Transformer Losses Standards

Oil transformer, sealed type (without conservator)

Unlike many countries around the world, Europe has no mandatory standard on energy efficiency of distribution transformers. The two main documents which describe losses in transformers are: the European Standard EN 50464-1, which has superseded the harmonised document HD428 for oil cooled transformers, and the harmonised document HD538 for dry type transformers, which is still valid (or their various country equivalents, e.g., DIN, etc.). Data from these norms is given in the Annex.

Despite the fact that there are no mandatory standards in Europe, there are some procurement procedures (internal standards of electricity distribution companies) which are highly demanding in Benelux, Germany, Austria, Switzerland and Scandinavia.

Most of the electricity distribution companies in these countries buy transformers at C 1 [C’ minus 30%] (HD 428) or AoBk (new 50464) standards. ENDESA in Spain purchases HD 428 CC’ for 400 kVA units. EdF has introduced a certain purchasing policy which specifies no load losses between Co and Eo and load losses between Dk and Bk.

The mix of losses is focused on low no-load losses for small ratings and low load losses for higher ratings. Also tolerance of losses has changed recently. More often utilities reduce the tolerance of losses to, e.g., 0% instead of 15%.

Efficiency standards outside Europe may be expressed in terms of electrical efficiency, at a certain load level, or in terms of maximum values for no-load and load loss. Some examples follow below. Australia “recalculated” the American 60 Hz efficiency NEMA TP-1 standard – which has never become mandatory in USA at federal level – to 50 Hz and also interpolated linearly the efficiencies for ratings which are different from those used in the USA. New Zealand follows the Australian regulations for distribution transformers as a matter of policy.

In China, the standards are regularly upgraded since1999 with S7 and then S9 having been replaced by the current standard S11, which defines allowable levels for no-load and load losses slightly below Europe’s AC’ level.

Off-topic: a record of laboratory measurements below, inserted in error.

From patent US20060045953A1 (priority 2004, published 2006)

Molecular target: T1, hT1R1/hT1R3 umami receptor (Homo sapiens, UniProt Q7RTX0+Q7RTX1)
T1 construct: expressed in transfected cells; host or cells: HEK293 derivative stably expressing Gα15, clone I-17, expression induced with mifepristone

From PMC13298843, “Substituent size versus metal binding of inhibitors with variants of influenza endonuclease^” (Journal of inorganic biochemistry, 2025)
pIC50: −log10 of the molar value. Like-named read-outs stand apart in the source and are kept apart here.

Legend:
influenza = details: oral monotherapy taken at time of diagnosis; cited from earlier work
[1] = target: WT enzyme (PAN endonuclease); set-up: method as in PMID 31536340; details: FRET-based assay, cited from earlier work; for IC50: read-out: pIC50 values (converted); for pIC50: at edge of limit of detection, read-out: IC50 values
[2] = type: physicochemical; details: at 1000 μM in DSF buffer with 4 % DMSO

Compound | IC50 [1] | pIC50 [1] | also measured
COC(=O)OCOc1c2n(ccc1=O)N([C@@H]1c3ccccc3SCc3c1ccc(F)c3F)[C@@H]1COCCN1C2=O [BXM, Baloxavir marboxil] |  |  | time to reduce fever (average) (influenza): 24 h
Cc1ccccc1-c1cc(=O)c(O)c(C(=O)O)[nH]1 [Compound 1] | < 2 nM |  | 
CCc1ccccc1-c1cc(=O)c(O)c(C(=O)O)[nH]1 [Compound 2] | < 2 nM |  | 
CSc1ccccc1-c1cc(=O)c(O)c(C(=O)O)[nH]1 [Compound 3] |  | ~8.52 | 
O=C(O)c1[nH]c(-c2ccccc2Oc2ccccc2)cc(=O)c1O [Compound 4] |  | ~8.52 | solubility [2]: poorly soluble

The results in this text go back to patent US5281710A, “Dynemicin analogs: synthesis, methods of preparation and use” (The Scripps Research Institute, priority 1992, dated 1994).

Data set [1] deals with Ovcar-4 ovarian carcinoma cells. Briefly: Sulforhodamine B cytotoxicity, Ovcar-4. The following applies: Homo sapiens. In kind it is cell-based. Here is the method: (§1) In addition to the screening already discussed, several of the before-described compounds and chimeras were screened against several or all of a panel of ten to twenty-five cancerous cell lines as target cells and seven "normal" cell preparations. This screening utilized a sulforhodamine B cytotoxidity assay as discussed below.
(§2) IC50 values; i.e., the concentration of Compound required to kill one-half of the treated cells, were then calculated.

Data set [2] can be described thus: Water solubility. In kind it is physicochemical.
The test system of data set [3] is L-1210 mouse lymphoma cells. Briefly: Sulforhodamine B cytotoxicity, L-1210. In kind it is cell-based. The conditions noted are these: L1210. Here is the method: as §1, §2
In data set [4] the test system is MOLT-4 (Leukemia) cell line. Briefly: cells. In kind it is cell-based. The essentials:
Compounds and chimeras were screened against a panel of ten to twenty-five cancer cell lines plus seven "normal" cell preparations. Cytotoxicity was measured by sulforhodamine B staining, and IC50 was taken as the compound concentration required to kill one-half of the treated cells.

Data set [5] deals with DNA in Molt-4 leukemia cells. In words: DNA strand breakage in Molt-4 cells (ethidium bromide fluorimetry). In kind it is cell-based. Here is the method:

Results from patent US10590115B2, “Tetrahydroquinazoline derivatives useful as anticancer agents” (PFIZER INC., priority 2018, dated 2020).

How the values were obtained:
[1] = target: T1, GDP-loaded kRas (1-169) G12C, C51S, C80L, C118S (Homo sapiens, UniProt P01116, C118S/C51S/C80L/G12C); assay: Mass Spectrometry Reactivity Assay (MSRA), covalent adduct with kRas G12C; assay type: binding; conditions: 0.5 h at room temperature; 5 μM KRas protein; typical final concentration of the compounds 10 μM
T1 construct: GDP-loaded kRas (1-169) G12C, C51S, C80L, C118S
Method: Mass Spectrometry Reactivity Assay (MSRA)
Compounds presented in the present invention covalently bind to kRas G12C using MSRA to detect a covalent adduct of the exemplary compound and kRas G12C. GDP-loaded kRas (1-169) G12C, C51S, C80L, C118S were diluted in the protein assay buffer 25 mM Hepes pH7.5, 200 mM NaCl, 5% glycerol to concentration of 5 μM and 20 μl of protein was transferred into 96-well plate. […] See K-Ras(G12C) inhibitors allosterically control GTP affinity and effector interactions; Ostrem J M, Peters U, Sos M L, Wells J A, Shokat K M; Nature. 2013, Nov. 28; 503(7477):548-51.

S11 will soon be replaced by S13 which is expected to specify lower loss levels.

The Indian Bureau of Energy Efficiency (BEE), classifies distribution transformers in the range from 25 up to 200 kVA into 5 categories from 1 Star (high loss) to 5 Stars (low loss). 5 Stars represents worldclass performance. 3 Stars is being proposed as a minimum efficiency standard, and is being widely followed by utilities.

Japan has a different type of distribution system, with the last step of voltage transformation much closer to the consumer. The majority of units are pole mounted single phase transformers. The driver for setting up minimum efficiency standards was the Kyoto commitment.

Transformers, together with 17 other categories of electrical equipment, should meet minimum efficiencies. In the case of transformers, the efficiency is defined at 40% load. Target average efficiency has been defined for the year 2006 (oil) or 2007 (dry type), based on the best products on the market in 2003.

SOURCE: Strategies for development of Energy Efficient Distribution Transformers


About Author //

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Edvard Csanyi

Edvard - Electrical engineer, programmer and founder of EEP. Highly specialized for design of LV high power busbar trunking (<6300A) in power substations, buildings and industry fascilities. Designing of LV/MV switchgears. Professional in AutoCAD programming and web-design. Present on



9 Comments

  1. [...] the impedance of the network by the harmonic load currents.Harmonics increase both load and no-load losses due to increased skin effect, eddy current, stray and hysteresis losses. The most important of [...]


  2. Asif Eqbal
    Mar 07, 2012

    Is there any IEC or IEEE for transformer losses with respect to voltage rating and MVA capacity? Among dry type and oil type which will have higher losses?


    • Edvard
      Mar 07, 2012

      Of course, it’s a standard IEC 60076-1.

  3. [...] consumers, so load fluctuations are very less. These are loaded fully during 24 hr’s a day, so Cu losses & Fe losses takes place throughout day the specific weight i.e. (iron weight)/(cu weight) is very less .the [...]

  4. [...] in the kilohertz range and use laminations of special steel often containing cobalt to reduce the iron losses .TopSmall transformersThese are used for stationary, portable or hand-held power supply units, as [...]


  5. Lucille
    Jan 04, 2012

    I’m interested in standards used in China. Do you have some references about it?

  6. [...] 60; Since no transformer is truly an “ideal” transformer, each will incur a certain amount of energy loss, mainly that which is converted to heat. Methods of removing this heat can depend on the [...]

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  8. Edvard
    Jan 07, 2011

    Depending on the size of the transformer, a “NEMA TP1 compliant” transformer can save $100-300 each year at an electricity rate of $0.075 cents per kWh. A typical large commercial facility will have 6-10 low voltage transformers, and thus can save between $600 and $3,000 per year.

    From “Siemens Power Distribution & Control”

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